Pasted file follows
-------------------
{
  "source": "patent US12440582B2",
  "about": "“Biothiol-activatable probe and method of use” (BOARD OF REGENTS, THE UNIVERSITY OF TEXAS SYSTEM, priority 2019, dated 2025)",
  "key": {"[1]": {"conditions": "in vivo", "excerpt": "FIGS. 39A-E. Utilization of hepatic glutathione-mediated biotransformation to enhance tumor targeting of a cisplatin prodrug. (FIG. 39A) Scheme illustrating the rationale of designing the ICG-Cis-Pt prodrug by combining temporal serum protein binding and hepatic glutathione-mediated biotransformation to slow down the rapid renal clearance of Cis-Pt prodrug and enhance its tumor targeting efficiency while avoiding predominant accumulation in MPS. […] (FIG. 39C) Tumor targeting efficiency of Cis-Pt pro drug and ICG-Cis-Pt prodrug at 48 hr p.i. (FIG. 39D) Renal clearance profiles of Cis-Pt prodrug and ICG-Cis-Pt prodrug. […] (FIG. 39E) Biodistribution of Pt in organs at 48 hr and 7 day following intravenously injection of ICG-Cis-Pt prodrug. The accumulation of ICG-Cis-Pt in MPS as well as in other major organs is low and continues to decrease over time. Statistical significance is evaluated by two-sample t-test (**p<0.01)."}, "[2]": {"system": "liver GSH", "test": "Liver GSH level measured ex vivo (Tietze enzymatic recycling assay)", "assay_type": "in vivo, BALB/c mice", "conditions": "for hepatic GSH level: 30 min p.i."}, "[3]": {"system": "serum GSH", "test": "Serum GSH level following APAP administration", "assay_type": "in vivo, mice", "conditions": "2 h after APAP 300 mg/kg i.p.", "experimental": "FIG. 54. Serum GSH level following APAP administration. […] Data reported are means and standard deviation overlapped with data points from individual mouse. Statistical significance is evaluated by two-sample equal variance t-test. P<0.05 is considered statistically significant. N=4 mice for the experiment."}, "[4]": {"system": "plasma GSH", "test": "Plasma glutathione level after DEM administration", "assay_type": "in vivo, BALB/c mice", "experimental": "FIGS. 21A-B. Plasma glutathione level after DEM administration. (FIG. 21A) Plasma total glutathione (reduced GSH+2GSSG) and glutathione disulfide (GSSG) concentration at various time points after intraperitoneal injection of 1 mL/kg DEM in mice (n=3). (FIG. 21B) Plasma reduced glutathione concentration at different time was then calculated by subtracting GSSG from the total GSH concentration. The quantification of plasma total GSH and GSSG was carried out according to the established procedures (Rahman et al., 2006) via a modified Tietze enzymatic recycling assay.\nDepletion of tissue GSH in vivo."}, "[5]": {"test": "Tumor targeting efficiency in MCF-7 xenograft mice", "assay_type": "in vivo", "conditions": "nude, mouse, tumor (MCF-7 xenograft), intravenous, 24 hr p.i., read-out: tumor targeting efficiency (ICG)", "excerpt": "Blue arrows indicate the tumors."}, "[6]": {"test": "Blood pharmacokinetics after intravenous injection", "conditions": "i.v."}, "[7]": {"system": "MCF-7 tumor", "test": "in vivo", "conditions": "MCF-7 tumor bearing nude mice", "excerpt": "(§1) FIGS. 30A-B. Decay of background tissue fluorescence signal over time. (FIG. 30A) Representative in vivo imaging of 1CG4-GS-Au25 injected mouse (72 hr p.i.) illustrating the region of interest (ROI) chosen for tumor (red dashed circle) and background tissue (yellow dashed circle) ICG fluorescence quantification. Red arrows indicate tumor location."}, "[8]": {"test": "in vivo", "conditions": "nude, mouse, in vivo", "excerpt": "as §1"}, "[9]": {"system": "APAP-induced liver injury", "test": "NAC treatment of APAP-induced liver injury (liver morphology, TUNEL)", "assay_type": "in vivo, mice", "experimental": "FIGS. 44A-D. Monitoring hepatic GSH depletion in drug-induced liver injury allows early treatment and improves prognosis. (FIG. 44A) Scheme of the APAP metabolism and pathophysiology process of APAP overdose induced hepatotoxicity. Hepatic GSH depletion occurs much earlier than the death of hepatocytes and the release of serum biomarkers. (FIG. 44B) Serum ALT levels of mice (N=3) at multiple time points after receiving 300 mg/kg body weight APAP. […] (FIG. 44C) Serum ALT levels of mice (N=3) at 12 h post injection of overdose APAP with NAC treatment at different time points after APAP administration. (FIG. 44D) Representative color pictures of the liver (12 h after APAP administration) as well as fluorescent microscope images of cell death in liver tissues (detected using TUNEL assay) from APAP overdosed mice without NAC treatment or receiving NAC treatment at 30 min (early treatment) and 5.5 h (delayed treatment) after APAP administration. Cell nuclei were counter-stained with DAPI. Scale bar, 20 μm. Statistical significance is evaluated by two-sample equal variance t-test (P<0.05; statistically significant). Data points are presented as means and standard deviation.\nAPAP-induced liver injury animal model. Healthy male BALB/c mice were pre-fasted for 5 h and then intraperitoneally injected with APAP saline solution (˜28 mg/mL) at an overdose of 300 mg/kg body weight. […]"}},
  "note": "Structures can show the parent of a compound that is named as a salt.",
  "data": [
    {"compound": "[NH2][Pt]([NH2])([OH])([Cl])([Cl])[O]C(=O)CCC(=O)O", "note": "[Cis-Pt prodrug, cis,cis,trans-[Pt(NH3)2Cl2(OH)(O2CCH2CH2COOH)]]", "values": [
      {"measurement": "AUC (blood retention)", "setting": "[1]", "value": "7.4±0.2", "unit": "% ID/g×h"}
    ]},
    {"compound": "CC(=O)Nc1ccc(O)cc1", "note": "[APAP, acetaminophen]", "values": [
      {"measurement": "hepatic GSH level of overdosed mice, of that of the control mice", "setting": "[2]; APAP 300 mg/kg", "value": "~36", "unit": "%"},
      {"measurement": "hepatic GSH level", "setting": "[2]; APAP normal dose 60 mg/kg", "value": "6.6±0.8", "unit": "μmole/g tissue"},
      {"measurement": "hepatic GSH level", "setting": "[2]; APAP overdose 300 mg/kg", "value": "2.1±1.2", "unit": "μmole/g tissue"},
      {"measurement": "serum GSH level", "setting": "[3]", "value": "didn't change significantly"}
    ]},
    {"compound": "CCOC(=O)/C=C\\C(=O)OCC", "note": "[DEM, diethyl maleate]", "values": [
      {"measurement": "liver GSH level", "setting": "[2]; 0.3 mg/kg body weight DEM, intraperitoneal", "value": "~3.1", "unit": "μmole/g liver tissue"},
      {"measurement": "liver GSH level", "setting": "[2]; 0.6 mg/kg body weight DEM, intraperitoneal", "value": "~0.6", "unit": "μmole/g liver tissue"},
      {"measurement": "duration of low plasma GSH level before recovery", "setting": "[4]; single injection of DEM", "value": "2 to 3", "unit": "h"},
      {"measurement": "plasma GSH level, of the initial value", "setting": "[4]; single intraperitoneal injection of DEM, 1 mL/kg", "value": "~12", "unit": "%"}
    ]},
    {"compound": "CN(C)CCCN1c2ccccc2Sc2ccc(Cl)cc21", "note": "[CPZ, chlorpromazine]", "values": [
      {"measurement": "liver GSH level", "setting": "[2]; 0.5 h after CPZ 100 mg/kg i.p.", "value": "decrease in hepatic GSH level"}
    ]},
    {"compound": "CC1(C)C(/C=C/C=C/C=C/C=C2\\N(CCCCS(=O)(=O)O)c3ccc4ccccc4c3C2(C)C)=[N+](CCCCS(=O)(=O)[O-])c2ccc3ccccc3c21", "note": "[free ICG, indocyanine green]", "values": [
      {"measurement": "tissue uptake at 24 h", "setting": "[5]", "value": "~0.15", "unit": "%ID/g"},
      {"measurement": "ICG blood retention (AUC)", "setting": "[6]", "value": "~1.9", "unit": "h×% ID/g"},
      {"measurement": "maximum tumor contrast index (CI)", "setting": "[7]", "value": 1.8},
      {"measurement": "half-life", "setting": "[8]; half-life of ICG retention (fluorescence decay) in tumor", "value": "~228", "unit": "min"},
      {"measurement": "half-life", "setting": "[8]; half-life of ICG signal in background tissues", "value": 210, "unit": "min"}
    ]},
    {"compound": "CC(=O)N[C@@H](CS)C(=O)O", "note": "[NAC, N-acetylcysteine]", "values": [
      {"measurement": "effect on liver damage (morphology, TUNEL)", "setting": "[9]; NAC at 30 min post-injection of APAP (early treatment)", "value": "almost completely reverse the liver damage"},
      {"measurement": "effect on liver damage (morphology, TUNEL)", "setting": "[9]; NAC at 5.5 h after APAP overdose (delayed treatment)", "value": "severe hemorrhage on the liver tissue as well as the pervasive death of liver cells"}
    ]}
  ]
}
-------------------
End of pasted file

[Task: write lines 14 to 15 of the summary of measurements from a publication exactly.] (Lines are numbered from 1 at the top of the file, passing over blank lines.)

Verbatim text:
      {"measurement": "serum GSH level", "setting": "[3]", "value": "didn't change significantly"}
    ]},